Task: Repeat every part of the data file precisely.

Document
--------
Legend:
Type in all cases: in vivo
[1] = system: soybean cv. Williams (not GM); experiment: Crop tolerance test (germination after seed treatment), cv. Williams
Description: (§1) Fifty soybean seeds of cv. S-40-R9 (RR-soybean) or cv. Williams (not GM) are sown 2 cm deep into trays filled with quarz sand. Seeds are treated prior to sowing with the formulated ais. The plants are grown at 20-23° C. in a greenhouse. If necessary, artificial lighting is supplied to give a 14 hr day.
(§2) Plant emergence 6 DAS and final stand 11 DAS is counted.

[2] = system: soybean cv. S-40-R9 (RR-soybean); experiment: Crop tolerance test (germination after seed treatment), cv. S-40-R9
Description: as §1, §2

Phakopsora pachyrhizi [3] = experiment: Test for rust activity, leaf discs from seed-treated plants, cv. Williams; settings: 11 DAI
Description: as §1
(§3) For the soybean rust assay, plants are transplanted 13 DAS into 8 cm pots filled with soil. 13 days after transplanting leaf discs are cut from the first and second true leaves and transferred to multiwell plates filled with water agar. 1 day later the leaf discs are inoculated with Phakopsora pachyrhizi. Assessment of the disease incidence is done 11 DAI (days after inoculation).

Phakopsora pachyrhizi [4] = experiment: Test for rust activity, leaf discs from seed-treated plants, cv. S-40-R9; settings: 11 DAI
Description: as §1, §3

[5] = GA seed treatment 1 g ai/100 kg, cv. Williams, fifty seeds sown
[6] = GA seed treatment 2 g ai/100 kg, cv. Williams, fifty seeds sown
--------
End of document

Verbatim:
Legend:
Type in all cases: in vivo
[1] = system: soybean cv. Williams (not GM); experiment: Crop tolerance test (germination after seed treatment), cv. Williams
Description: (§1) Fifty soybean seeds of cv. S-40-R9 (RR-soybean) or cv. Williams (not GM) are sown 2 cm deep into trays filled with quarz sand. Seeds are treated prior to sowing with the formulated ais. The plants are grown at 20-23° C. in a greenhouse. If necessary, artificial lighting is supplied to give a 14 hr day.
(§2) Plant emergence 6 DAS and final stand 11 DAS is counted.

[2] = system: soybean cv. S-40-R9 (RR-soybean); experiment: Crop tolerance test (germination after seed treatment), cv. S-40-R9
Description: as §1, §2

Phakopsora pachyrhizi [3] = experiment: Test for rust activity, leaf discs from seed-treated plants, cv. Williams; settings: 11 DAI
Description: as §1
(§3) For the soybean rust assay, plants are transplanted 13 DAS into 8 cm pots filled with soil. 13 days after transplanting leaf discs are cut from the first and second true leaves and transferred to multiwell plates filled with water agar. 1 day later the leaf discs are inoculated with Phakopsora pachyrhizi. Assessment of the disease incidence is done 11 DAI (days after inoculation).

Phakopsora pachyrhizi [4] = experiment: Test for rust activity, leaf discs from seed-treated plants, cv. S-40-R9; settings: 11 DAI
Description: as §1, §3

[5] = GA seed treatment 1 g ai/100 kg, cv. Williams, fifty seeds sown
[6] = GA seed treatment 2 g ai/100 kg, cv. Williams, fifty seeds sown